“I have been trying for many years to tell the stories of absence,” writes Bangladeshi photographer Shahidul Alam. While Alam has dedicated most of his career to documenting others, his most recent book, The Tide Will Turn, centers on his own absence during the 100 days he spent in prison for protesting Bangladesh’s religious nationalist government. Although Alam plays a central role in this narrative and is the connecting thread tying together the book’s four chapters, the topic at hand is larger than Alam himself. He wisely also focuses on the conditions surrounding his arrest — the rise of authoritarian rule in Bangladesh and the parallel surge of protest movements. With journalistic rigor, he documents and foregrounds the stories of those around him — the activists, prisoners, intellectuals, and average citizens who comprise this movement.
As much as The Tide Will Turn is a collection of photographs tracing the protest movement, it is also a well-researched, firsthand history of contemporary Bangladeshi history. The images Alam has selected draw attention to an array of events in recent Bangladeshi history that led up to the current protests. These protests were set off in 2018 by the hit-and-run killing of two students whose deaths were caused by an overworked bus driver. The government’s poor response to the catastrophe galvanized Bangladeshis to protest decades of government inaction and suppression.
The Bangladeshi government has often tried to silence those who protested its inhumane policies. For example, Kalpana Chakma, an indigenous woman from the Chittagong Hill Tracts, a disputed region on the border of India and Myanmar who fought against Bangladesh’s occupation of Chittagong and the military’s widespread abuse of its indigenous inhabitants, was abducted by military police in 1996 and vanished. The government denied this had happened, claiming instead that Chakma had eloped to India. In a three-part forensic study, Alam photographed pieces of evidence, such as a muddied shoe and a newspaper clipping — the only surviving traces of Chakma’s presence. Here, as in most of Alam’s photographs, the camera is a means of conscientious visual documentation, a corroborator of a truth and an antidote to propaganda pushed by the state.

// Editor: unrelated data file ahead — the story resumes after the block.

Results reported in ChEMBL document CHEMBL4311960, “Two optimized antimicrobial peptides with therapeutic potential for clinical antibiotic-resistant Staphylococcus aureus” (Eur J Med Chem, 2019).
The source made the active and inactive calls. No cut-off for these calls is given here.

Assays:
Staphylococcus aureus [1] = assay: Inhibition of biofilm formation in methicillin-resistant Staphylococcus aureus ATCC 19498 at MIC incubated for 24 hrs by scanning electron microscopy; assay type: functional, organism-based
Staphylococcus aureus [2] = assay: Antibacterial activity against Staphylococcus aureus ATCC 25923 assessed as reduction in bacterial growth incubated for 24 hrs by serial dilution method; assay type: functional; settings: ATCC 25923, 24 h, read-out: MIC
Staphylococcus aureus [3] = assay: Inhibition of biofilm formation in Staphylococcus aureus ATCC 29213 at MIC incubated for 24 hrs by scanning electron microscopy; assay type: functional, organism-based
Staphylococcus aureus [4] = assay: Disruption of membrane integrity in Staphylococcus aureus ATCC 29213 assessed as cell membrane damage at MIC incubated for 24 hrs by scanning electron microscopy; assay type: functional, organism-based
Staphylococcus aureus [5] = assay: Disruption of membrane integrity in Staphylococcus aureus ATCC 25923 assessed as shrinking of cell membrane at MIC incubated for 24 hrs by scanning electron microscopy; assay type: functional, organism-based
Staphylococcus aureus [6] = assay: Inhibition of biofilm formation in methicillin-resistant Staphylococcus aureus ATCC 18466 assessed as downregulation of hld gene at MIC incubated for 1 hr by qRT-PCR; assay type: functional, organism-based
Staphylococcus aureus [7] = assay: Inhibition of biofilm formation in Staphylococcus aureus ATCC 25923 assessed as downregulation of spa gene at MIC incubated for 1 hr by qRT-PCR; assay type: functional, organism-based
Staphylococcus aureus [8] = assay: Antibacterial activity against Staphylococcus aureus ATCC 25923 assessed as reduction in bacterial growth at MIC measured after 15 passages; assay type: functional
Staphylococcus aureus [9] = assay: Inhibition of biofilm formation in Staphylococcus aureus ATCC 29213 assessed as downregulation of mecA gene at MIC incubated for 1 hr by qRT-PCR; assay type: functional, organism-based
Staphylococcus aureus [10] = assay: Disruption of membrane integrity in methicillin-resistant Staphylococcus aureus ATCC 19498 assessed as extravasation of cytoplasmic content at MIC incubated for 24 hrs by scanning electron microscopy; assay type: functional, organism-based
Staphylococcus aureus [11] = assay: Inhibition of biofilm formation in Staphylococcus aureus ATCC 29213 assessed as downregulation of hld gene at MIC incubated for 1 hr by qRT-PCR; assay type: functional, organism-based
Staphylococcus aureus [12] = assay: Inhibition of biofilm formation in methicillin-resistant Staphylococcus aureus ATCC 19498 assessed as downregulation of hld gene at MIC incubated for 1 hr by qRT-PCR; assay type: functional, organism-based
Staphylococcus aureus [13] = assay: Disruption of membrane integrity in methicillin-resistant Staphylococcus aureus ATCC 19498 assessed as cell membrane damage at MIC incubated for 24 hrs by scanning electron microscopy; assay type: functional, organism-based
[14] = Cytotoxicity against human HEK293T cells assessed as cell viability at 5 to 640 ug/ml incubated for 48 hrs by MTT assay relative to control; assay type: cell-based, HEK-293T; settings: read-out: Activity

Alam also recognizes the interrelated nature of art and politics and devotes a section to historicizing photography and photojournalism in Bangladesh. He focuses on the Bangladesh Photograph Society and Drik Gallery, two institutions that served as incubators for Bangladeshi photographers, as well as sites that exhibit images which document the government’s failings. The photo pages in this chapter are overwhelmingly dedicated to the works of lesser-known photographers. As Alam notes, photojournalists like Aktab Ahmed and Rashid Talukder never achieved fame in the way that Western photographers who parachuted into foreign conflicts to capture war images did. But, with their images reproduced here, evidence of their work and the events they choose to capture are preserved.
The Tide Will Turn tells the story behind the story — Alam’s narrative of events like the Rana Plaza disaster. Besides providing an insight into his process, these segments expose the compassionate perspective behind the images. Time and time again, Alam reminds us that the camera is not a neutral observer. It is, as Vijay Prashad notes in his introduction, a hammer that breaks through the walls of obfuscation to reveal the histories and narratives beneath.